Inclusion is not a new term in education. There are other words that are often used in its place like mainstreaming and integration.
It basically means educating every child, to a reasonable degree, in the classroom they would normally attend.
Full inclusion means that in spite of a child's disability or special need, they will be together in their age-related classroom, and the support they need will be brought to them.
When I read information about this it sounded fair. Everyone should be treated equally and have equal access to education. So, in theory it seems appropriate.
However, in practice it doesn't seem as straightforward or practical as it does in theory.
Who benefits from it? Who suffers?
As society moved more and more to inclusion of all people, schools began to reflect this practice as well.
Some governments,school boards and districts see this as a way to save money.
This practice assumes that the regular classroom teacher is properly trained to handle this type of situation.
Sadly, this is often not the case. The teacher can become overwhelmed because of lack of resources, support and training.
Does Every Child Benefit?
For the gifted child, this approach to education can be a negative experience.
In this type of class, the gifted child is much like a flower without enough water. They lack the necessary stimulation and challenge.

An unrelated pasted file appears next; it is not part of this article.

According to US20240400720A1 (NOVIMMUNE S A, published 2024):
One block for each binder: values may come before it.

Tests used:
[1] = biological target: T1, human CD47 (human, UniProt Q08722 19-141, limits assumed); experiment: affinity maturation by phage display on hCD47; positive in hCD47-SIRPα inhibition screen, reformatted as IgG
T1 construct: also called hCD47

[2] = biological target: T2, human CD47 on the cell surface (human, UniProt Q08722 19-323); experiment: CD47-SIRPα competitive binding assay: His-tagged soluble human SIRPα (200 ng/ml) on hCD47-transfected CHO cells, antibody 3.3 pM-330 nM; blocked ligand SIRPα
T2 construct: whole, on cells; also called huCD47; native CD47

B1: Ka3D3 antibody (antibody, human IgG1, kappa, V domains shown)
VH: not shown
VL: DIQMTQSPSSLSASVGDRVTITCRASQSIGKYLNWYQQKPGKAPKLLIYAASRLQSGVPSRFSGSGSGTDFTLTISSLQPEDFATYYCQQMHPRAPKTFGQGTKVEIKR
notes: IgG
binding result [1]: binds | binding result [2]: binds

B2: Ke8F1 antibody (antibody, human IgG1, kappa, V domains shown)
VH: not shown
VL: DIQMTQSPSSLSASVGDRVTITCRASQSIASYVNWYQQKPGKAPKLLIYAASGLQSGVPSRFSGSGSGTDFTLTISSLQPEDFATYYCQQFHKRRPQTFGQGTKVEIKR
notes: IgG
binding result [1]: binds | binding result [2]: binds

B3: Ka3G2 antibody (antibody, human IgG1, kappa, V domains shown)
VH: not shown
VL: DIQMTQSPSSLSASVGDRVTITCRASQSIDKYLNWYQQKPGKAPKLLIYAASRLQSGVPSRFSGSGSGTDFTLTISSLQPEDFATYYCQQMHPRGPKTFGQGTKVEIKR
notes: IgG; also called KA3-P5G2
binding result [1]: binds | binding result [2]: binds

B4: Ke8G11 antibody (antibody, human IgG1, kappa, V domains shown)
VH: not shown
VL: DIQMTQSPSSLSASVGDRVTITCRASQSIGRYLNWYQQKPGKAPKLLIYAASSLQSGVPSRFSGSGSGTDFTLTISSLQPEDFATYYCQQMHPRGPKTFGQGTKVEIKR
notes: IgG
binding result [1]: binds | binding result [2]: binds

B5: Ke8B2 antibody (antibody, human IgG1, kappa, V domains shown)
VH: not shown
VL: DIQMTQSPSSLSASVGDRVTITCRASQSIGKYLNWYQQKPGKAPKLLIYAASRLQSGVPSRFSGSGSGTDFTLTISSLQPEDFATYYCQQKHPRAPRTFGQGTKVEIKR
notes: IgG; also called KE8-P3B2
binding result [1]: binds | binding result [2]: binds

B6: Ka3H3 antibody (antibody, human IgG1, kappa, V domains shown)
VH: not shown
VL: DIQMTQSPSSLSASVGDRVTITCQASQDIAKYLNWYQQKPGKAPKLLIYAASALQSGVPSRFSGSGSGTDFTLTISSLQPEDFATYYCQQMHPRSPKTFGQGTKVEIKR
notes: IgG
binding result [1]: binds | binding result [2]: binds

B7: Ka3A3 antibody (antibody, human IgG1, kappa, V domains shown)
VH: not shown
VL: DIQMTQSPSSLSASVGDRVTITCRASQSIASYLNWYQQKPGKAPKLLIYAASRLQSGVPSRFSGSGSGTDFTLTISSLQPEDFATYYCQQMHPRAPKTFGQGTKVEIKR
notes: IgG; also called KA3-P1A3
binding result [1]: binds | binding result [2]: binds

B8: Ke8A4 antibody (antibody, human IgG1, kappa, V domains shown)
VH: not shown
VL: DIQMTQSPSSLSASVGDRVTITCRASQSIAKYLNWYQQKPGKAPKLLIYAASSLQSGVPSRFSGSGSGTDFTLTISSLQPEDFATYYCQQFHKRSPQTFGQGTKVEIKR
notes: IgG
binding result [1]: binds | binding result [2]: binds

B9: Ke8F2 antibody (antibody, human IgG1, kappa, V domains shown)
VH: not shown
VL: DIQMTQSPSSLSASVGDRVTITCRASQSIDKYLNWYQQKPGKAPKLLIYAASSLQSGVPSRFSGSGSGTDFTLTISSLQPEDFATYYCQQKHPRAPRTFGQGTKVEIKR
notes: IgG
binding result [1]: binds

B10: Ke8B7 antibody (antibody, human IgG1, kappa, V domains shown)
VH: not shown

Many advocates for children with disabilities do not support the idea of full inclusion.
They fear a loss of services and programs and see this as a step backwards.
Others raise the concern that too much time is given to a few students, taking away time and involvement from the rest of the class.
Imagine a classroom with 24 students. Several have learning disabilities ranging in severity, a couple have speech issues, a few have ADHD, one or two have behavioural issues, one has autism and one is gifted.
How can a teacher in the above situation give all these students the education they deserve?
It would be easier if the teacher had an aide or two, but with budgetary concerns felt by most school boards or districts, she probably doesn't.
She has roughly a dozen IEP's to deal with. How can any student get a fair and equal education?
How much of her time is spent disciplining, repeating, and going over material? What happens to the gifted child in this scenario?
If students that have issues, be it behavioural or learning or autism, are removed from the class for parts of the day, how is this inclusion?
Gifted children go into the regular classroom already knowing much of the information they will cover for that year when they start .
This information begs the question, is an age related regular classroom the right place for a gifted child in today's school?
Grade acceleration is a must in schools that offer no gifted program to their students.
Inclusion should not mean the break down of existing gifted programs in schools or be simply a cost cutting measure. If it is, the students are truly the ones that suffer.
If this educational philosophy is to have a chance to work governments and schools need to put much more money into teacher training and support.
They need to get the proper help to the students in the class where they are.
How practical will it be to have several aides in the class with one teacher all trying to work with students at different levels?
It is clear that this topic leaves a lot of unanswered questions. The most important thing is to do what is best for the students and not what saves money in the short term.